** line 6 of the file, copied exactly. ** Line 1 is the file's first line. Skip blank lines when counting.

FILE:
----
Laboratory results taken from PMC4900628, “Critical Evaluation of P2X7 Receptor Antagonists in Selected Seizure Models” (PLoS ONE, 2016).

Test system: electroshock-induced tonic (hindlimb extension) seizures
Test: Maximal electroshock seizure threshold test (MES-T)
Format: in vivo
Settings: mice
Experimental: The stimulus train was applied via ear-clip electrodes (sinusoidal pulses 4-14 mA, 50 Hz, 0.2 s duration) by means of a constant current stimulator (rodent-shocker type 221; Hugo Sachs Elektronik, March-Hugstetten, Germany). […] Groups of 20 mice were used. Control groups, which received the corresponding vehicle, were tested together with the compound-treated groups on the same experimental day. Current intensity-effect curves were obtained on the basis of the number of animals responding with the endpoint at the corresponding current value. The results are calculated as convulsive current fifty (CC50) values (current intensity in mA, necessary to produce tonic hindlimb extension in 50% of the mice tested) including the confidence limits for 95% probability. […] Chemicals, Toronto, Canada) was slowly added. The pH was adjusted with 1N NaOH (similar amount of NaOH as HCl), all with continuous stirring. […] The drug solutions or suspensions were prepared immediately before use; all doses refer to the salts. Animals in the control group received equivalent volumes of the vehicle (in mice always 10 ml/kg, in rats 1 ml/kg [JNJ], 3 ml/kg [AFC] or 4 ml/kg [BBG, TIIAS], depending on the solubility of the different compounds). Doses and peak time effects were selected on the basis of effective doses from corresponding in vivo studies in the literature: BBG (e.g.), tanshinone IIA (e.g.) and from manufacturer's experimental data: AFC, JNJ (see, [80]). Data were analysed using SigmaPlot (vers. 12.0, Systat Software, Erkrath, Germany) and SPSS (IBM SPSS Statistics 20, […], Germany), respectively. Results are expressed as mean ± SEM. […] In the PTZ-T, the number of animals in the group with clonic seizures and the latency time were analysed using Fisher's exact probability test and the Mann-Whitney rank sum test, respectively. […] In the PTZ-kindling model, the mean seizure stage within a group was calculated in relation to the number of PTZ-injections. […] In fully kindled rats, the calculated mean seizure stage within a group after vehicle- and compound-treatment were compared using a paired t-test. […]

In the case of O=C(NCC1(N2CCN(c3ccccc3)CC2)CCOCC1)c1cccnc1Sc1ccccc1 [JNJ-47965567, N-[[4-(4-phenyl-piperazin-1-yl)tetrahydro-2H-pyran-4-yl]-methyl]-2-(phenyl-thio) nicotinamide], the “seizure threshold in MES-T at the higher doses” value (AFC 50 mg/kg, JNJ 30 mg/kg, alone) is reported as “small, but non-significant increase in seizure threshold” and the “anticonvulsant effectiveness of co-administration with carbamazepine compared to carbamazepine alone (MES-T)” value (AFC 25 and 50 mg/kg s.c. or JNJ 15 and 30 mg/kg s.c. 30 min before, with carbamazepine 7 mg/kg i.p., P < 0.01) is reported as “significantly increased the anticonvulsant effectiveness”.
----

Experimental: The stimulus train was applied via ear-clip electrodes (sinusoidal pulses 4-14 mA, 50 Hz, 0.2 s duration) by means of a constant current stimulator (rodent-shocker type 221; Hugo Sachs Elektronik, March-Hugstetten, Germany). […] Groups of 20 mice were used. Control groups, which received the corresponding vehicle, were tested together with the compound-treated groups on the same experimental day. Current intensity-effect curves were obtained on the basis of the number of animals responding with the endpoint at the corresponding current value. The results are calculated as convulsive current fifty (CC50) values (current intensity in mA, necessary to produce tonic hindlimb extension in 50% of the mice tested) including the confidence limits for 95% probability. […] Chemicals, Toronto, Canada) was slowly added. The pH was adjusted with 1N NaOH (similar amount of NaOH as HCl), all with continuous stirring. […] The drug solutions or suspensions were prepared immediately before use; all doses refer to the salts. Animals in the control group received equivalent volumes of the vehicle (in mice always 10 ml/kg, in rats 1 ml/kg [JNJ], 3 ml/kg [AFC] or 4 ml/kg [BBG, TIIAS], depending on the solubility of the different compounds). Doses and peak time effects were selected on the basis of effective doses from corresponding in vivo studies in the literature: BBG (e.g.), tanshinone IIA (e.g.) and from manufacturer's experimental data: AFC, JNJ (see, [80]). Data were analysed using SigmaPlot (vers. 12.0, Systat Software, Erkrath, Germany) and SPSS (IBM SPSS Statistics 20, […], Germany), respectively. Results are expressed as mean ± SEM. […] In the PTZ-T, the number of animals in the group with clonic seizures and the latency time were analysed using Fisher's exact probability test and the Mann-Whitney rank sum test, respectively. […] In the PTZ-kindling model, the mean seizure stage within a group was calculated in relation to the number of PTZ-injections. […] In fully kindled rats, the calculated mean seizure stage within a group after vehicle- and compound-treatment were compared using a paired t-test. […]